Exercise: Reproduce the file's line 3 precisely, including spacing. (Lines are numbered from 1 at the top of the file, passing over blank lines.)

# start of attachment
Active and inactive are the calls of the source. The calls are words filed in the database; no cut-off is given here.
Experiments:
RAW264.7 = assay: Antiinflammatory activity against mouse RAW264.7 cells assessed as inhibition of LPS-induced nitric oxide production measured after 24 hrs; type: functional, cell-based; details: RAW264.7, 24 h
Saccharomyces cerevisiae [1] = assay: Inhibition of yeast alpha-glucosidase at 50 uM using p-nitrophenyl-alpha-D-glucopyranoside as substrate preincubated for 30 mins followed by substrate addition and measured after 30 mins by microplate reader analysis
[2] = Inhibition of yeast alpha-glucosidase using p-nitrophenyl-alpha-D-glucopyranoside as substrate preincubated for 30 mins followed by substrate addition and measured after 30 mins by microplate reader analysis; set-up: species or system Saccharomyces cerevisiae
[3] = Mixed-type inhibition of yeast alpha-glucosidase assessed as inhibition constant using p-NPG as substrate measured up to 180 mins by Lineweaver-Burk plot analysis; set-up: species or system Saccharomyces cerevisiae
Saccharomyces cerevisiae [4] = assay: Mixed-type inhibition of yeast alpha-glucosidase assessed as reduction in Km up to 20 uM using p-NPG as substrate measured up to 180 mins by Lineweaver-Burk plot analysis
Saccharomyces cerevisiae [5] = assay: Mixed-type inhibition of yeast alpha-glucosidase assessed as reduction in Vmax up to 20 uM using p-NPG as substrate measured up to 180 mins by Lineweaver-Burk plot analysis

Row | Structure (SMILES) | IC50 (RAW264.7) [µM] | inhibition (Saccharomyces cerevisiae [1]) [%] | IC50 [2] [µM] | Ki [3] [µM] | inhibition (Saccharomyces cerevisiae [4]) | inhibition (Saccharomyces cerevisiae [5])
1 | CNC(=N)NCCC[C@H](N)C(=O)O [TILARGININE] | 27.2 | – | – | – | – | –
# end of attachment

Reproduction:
RAW264.7 = assay: Antiinflammatory activity against mouse RAW264.7 cells assessed as inhibition of LPS-induced nitric oxide production measured after 24 hrs; type: functional, cell-based; details: RAW264.7, 24 h